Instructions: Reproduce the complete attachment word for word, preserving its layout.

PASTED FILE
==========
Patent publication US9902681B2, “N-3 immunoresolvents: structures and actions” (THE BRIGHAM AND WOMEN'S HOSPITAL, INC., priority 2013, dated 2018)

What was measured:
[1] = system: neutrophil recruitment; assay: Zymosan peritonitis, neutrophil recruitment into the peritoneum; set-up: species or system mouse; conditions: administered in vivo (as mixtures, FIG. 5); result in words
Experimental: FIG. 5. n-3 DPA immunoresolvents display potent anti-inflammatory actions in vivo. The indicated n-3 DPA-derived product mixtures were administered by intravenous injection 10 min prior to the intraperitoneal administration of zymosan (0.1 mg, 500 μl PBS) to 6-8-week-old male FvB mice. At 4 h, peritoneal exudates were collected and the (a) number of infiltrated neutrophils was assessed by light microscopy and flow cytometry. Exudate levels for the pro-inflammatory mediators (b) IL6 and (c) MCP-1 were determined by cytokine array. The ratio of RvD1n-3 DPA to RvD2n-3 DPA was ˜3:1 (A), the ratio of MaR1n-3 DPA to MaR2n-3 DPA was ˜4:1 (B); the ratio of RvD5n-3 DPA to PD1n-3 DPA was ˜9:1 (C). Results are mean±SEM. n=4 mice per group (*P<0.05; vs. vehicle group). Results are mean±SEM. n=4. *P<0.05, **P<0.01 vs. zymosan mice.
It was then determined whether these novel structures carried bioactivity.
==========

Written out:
Patent publication US9902681B2, “N-3 immunoresolvents: structures and actions” (THE BRIGHAM AND WOMEN'S HOSPITAL, INC., priority 2013, dated 2018)

What was measured:
[1] = system: neutrophil recruitment; assay: Zymosan peritonitis, neutrophil recruitment into the peritoneum; set-up: species or system mouse; conditions: administered in vivo (as mixtures, FIG. 5); result in words
Experimental: FIG. 5. n-3 DPA immunoresolvents display potent anti-inflammatory actions in vivo. The indicated n-3 DPA-derived product mixtures were administered by intravenous injection 10 min prior to the intraperitoneal administration of zymosan (0.1 mg, 500 μl PBS) to 6-8-week-old male FvB mice. At 4 h, peritoneal exudates were collected and the (a) number of infiltrated neutrophils was assessed by light microscopy and flow cytometry. Exudate levels for the pro-inflammatory mediators (b) IL6 and (c) MCP-1 were determined by cytokine array. The ratio of RvD1n-3 DPA to RvD2n-3 DPA was ˜3:1 (A), the ratio of MaR1n-3 DPA to MaR2n-3 DPA was ˜4:1 (B); the ratio of RvD5n-3 DPA to PD1n-3 DPA was ˜9:1 (C). Results are mean±SEM. n=4 mice per group (*P<0.05; vs. vehicle group). Results are mean±SEM. n=4. *P<0.05, **P<0.01 vs. zymosan mice.
It was then determined whether these novel structures carried bioactivity.